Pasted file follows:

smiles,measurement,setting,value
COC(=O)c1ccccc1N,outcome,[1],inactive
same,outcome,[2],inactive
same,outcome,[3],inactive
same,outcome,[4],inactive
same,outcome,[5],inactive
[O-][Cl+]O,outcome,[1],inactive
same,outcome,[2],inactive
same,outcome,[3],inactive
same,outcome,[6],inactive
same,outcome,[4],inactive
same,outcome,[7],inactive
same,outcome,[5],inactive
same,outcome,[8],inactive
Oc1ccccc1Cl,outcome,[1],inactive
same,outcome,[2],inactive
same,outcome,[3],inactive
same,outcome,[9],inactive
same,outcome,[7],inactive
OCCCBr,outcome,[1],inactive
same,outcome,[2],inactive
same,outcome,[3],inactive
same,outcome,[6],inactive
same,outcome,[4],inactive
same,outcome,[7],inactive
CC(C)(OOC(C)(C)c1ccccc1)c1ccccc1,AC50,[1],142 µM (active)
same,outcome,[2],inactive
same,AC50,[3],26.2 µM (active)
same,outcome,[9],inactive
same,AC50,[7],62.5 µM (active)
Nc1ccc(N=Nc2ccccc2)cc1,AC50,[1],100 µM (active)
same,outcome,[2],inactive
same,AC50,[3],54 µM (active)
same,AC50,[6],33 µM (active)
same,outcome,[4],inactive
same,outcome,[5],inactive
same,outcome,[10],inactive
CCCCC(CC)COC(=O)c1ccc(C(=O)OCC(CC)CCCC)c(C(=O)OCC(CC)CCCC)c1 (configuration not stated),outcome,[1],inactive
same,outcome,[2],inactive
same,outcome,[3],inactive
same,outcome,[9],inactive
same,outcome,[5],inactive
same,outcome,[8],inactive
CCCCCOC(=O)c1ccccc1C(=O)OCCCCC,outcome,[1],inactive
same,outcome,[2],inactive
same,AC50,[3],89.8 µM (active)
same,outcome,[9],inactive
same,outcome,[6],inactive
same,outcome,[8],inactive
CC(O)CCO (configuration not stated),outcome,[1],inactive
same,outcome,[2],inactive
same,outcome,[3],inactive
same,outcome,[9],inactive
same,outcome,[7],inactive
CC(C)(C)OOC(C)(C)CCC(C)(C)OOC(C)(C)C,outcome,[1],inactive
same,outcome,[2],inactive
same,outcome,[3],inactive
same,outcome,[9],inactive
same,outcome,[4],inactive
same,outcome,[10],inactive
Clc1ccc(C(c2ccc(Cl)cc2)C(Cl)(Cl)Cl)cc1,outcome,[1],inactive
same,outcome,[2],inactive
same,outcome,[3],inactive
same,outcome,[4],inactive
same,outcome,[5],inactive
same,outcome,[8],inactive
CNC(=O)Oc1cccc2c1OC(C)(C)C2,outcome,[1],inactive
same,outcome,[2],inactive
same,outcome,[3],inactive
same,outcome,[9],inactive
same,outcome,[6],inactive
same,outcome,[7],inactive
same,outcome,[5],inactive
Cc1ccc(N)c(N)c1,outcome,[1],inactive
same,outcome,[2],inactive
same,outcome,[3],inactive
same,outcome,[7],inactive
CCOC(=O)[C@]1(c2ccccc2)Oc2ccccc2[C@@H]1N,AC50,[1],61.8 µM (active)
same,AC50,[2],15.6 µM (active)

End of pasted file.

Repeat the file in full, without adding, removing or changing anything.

smiles,measurement,setting,value
COC(=O)c1ccccc1N,outcome,[1],inactive
same,outcome,[2],inactive
same,outcome,[3],inactive
same,outcome,[4],inactive
same,outcome,[5],inactive
[O-][Cl+]O,outcome,[1],inactive
same,outcome,[2],inactive
same,outcome,[3],inactive
same,outcome,[6],inactive
same,outcome,[4],inactive
same,outcome,[7],inactive
same,outcome,[5],inactive
same,outcome,[8],inactive
Oc1ccccc1Cl,outcome,[1],inactive
same,outcome,[2],inactive
same,outcome,[3],inactive
same,outcome,[9],inactive
same,outcome,[7],inactive
OCCCBr,outcome,[1],inactive
same,outcome,[2],inactive
same,outcome,[3],inactive
same,outcome,[6],inactive
same,outcome,[4],inactive
same,outcome,[7],inactive
CC(C)(OOC(C)(C)c1ccccc1)c1ccccc1,AC50,[1],142 µM (active)
same,outcome,[2],inactive
same,AC50,[3],26.2 µM (active)
same,outcome,[9],inactive
same,AC50,[7],62.5 µM (active)
Nc1ccc(N=Nc2ccccc2)cc1,AC50,[1],100 µM (active)
same,outcome,[2],inactive
same,AC50,[3],54 µM (active)
same,AC50,[6],33 µM (active)
same,outcome,[4],inactive
same,outcome,[5],inactive
same,outcome,[10],inactive
CCCCC(CC)COC(=O)c1ccc(C(=O)OCC(CC)CCCC)c(C(=O)OCC(CC)CCCC)c1 (configuration not stated),outcome,[1],inactive
same,outcome,[2],inactive
same,outcome,[3],inactive
same,outcome,[9],inactive
same,outcome,[5],inactive
same,outcome,[8],inactive
CCCCCOC(=O)c1ccccc1C(=O)OCCCCC,outcome,[1],inactive
same,outcome,[2],inactive
same,AC50,[3],89.8 µM (active)
same,outcome,[9],inactive
same,outcome,[6],inactive
same,outcome,[8],inactive
CC(O)CCO (configuration not stated),outcome,[1],inactive
same,outcome,[2],inactive
same,outcome,[3],inactive
same,outcome,[9],inactive
same,outcome,[7],inactive
CC(C)(C)OOC(C)(C)CCC(C)(C)OOC(C)(C)C,outcome,[1],inactive
same,outcome,[2],inactive
same,outcome,[3],inactive
same,outcome,[9],inactive
same,outcome,[4],inactive
same,outcome,[10],inactive
Clc1ccc(C(c2ccc(Cl)cc2)C(Cl)(Cl)Cl)cc1,outcome,[1],inactive
same,outcome,[2],inactive
same,outcome,[3],inactive
same,outcome,[4],inactive
same,outcome,[5],inactive
same,outcome,[8],inactive
CNC(=O)Oc1cccc2c1OC(C)(C)C2,outcome,[1],inactive
same,outcome,[2],inactive
same,outcome,[3],inactive
same,outcome,[9],inactive
same,outcome,[6],inactive
same,outcome,[7],inactive
same,outcome,[5],inactive
Cc1ccc(N)c(N)c1,outcome,[1],inactive
same,outcome,[2],inactive
same,outcome,[3],inactive
same,outcome,[7],inactive
CCOC(=O)[C@]1(c2ccccc2)Oc2ccccc2[C@@H]1N,AC50,[1],61.8 µM (active)
same,AC50,[2],15.6 µM (active)